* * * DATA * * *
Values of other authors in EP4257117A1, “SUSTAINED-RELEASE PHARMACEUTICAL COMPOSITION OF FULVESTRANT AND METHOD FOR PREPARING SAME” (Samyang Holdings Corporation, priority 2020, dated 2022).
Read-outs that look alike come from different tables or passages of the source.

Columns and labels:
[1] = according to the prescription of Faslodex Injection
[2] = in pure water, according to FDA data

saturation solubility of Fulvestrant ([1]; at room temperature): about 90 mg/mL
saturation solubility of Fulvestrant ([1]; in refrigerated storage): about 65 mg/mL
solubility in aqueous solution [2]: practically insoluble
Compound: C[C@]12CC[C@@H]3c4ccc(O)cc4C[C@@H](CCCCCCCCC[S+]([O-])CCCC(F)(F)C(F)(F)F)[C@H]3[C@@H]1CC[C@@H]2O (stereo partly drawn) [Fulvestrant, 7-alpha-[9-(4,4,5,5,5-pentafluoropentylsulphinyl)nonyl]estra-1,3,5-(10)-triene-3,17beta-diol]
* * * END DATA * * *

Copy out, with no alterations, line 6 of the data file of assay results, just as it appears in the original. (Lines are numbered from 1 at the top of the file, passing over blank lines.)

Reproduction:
saturation solubility of Fulvestrant ([1]; at room temperature): about 90 mg/mL